This Dollar Store Is Worth Betting on for the Long Run

After a slow start to the year, this dollar store is making a strong comeback.

Jun 12, 2014 at 4:34PM

Dollar Tree Stores (NASDAQ:DLTR) is making a comeback. The discount retailer had a sluggish start to the year, but its recent first-quarter results have breathed new life into the stock. Dollar Tree shares have gained close to 10% since the company released its latest results on May 22, and given sluggish consumer confidence in the U.S., the performance might improve further. 

However, Dollar Tree will have to fight  Wal-Mart Stores (NYSE:WMT) and Target (NYSE:TGT), which are now focusing on smaller stores. So, will Dollar Tree's resurgence continue despite stiff competition?

Turnaround in progress
Dollar Tree reported solid results for the first quarter, with earnings of $0.67 per share matching the consensus estimate. Its performance was driven by 19% year-over-year increase in store traffic and growth in the discretionary and consumables segments. However, no specific numbers were provided. Going forward, Dollar Tree has aggressive expansion plans in place with new store openings in the cards.  Management is confident about the business model being immune to economic headwinds. Dollar Tree offers a balanced product mix to consumers (based on their daily needs) along with high-value seasonal and basic discretionary products.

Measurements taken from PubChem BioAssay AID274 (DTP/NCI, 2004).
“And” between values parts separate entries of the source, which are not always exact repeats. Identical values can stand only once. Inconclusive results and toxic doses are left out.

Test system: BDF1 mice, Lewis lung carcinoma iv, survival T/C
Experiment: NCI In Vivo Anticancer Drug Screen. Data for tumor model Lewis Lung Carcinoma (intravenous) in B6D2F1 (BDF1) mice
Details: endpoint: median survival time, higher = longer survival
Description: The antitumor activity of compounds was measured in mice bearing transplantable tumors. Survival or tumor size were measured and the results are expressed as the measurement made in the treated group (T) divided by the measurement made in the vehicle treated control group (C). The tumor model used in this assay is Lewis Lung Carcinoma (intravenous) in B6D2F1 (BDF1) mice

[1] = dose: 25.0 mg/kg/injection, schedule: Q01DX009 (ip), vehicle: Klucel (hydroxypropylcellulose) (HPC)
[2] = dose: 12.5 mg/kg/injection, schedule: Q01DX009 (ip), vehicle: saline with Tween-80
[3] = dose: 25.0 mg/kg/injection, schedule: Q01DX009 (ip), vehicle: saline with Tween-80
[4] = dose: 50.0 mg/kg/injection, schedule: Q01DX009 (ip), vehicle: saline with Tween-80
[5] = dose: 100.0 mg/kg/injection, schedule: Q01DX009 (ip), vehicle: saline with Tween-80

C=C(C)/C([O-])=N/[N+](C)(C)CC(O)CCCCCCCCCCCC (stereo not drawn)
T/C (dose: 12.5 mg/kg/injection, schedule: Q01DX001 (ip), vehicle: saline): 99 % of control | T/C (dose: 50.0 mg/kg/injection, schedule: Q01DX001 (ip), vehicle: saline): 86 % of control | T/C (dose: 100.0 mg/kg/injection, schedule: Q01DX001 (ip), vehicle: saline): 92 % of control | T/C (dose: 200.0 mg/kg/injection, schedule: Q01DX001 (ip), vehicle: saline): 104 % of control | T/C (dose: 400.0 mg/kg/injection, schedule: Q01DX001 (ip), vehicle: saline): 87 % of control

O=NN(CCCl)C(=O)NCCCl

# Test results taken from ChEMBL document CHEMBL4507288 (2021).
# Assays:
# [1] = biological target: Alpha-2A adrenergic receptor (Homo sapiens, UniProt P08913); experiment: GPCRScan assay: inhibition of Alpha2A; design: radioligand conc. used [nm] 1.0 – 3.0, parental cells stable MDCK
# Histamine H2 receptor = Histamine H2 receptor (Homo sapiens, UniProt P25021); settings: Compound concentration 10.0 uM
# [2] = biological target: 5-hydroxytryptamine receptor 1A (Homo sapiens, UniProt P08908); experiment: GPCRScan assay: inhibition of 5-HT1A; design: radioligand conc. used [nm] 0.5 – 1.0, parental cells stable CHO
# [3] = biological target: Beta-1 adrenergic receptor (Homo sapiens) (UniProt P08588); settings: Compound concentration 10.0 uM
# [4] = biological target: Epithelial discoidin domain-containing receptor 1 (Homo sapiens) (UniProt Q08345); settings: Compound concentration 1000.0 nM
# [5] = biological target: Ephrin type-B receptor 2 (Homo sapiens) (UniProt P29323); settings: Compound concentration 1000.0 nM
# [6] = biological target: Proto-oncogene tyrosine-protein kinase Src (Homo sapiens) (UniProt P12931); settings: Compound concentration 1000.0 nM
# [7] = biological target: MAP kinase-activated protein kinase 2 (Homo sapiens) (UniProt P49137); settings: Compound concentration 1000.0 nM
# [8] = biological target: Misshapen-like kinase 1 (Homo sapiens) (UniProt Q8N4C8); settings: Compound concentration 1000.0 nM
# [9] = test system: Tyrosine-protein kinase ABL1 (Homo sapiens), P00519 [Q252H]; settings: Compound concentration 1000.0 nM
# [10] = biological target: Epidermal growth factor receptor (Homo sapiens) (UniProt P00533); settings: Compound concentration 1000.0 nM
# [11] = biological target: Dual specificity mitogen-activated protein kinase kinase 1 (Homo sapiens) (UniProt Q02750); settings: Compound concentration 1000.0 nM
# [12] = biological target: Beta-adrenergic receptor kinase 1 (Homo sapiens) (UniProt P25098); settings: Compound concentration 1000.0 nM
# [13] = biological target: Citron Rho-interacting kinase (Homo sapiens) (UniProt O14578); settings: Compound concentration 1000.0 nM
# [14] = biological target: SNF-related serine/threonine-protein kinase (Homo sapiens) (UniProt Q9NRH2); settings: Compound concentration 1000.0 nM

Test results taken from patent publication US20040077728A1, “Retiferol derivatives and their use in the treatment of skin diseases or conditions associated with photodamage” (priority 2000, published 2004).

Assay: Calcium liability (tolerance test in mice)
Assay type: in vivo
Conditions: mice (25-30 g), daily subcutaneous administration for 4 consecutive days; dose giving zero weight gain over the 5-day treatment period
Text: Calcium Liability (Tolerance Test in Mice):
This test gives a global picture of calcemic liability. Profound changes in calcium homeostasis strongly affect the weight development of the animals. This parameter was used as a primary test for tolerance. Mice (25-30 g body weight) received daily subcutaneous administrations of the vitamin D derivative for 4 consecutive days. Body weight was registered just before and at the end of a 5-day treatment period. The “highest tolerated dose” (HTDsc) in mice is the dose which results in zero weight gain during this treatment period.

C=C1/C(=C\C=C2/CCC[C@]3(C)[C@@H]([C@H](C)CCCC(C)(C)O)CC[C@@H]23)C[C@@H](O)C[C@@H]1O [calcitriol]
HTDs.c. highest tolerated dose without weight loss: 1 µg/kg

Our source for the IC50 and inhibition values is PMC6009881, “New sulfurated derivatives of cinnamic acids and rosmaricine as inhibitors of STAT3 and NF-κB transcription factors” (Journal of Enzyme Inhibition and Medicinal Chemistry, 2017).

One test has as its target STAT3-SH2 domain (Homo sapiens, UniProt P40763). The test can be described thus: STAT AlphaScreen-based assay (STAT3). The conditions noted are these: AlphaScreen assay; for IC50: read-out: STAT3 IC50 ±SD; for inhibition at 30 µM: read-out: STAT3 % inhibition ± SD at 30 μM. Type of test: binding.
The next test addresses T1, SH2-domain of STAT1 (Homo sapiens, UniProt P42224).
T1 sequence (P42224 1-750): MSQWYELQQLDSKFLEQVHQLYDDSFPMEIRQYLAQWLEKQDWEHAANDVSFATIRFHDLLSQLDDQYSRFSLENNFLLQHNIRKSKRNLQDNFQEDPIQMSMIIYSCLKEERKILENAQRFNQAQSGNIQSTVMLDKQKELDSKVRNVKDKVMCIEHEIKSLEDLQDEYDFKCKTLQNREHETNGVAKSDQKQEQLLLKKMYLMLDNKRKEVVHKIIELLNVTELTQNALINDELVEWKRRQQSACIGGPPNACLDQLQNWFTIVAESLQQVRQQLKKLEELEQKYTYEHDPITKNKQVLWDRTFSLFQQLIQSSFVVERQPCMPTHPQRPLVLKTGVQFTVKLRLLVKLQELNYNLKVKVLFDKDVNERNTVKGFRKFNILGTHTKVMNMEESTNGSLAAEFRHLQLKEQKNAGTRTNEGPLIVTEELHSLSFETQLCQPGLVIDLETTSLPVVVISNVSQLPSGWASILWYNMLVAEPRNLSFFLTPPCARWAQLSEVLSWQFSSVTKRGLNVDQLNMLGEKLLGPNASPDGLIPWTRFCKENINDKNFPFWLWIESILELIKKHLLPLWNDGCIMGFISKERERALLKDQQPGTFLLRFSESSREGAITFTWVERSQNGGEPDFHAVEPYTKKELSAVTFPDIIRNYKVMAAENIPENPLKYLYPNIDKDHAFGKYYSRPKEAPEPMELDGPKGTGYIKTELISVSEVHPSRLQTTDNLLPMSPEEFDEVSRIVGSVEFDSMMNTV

As a result, the company was able to overcome the effect of the harsh winter weather. Cold weather conditions had a severe impact on its merchandise flow, which resulted in higher-than-planned costs across freight, logistics, and utilities. However, as the weather improved, Dollar Tree's sales gained momentum. The company reported its strongest sales in the month of April amid a strong seasonal performance due to Easter, and this continued in the month of May as well. 

Smart strategies
Dollar Tree has various strategic plans up its sleeve. These include opening more stores, increasing productivity of existing stores, and developing new formats. These plans, if executed well, will boost the performance of the company. During the first quarter, Dollar Tree opened 94 new stores and expanded 28 existing locations. For the full year, the company plans to open 375 new stores and to expand 75 existing locations. 

Apart from new store additions, Dollar Tree also increased its product assortments. Customers can now find a wide variety in categories such as candy, stationery, health, beauty/eyewear, and home and household products. It has also started offering frozen and refrigerated products. These are expected to increase shopping frequency among customers and to provide the retailer with more of an opportunity to increase sales across all categories. 

Dollar Tree is also focusing on new store formats along with international expansion. This includes Deal$, Dollar Tree Canada, and Dollar Tree Direct. Deal$is a strategic expansion by Dollar Tree, as it lifts the restriction of $1-priced products. This enables it to serve more customers with a wide array of products at value prices every day.